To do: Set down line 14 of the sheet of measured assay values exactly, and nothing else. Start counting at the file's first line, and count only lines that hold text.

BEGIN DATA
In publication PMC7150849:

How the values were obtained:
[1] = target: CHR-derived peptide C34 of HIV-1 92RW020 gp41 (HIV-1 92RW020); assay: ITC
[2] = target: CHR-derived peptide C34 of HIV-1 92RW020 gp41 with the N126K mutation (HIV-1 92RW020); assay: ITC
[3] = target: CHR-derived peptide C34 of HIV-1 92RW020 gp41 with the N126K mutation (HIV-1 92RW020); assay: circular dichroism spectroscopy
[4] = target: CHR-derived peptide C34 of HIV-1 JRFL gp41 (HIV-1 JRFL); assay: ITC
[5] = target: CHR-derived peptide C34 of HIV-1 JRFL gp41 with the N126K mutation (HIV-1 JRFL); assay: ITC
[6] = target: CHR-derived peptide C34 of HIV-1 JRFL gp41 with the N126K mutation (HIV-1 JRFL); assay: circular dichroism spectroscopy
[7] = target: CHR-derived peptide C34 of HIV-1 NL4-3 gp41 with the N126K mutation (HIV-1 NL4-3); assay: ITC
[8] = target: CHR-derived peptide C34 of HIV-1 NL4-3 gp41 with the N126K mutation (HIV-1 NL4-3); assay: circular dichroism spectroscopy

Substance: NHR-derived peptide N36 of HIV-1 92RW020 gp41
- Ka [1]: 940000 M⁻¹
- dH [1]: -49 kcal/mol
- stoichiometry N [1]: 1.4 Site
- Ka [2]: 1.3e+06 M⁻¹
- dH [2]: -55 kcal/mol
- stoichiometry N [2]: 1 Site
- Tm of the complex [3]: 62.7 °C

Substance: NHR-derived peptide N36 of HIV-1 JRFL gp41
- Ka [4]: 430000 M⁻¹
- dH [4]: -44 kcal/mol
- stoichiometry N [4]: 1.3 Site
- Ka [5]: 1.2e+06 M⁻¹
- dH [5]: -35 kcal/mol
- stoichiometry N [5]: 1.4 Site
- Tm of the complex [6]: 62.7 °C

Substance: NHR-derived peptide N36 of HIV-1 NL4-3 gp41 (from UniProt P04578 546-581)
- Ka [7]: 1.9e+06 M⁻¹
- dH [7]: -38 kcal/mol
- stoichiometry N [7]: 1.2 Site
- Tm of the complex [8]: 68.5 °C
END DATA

- stoichiometry N [1]: 1.4 Site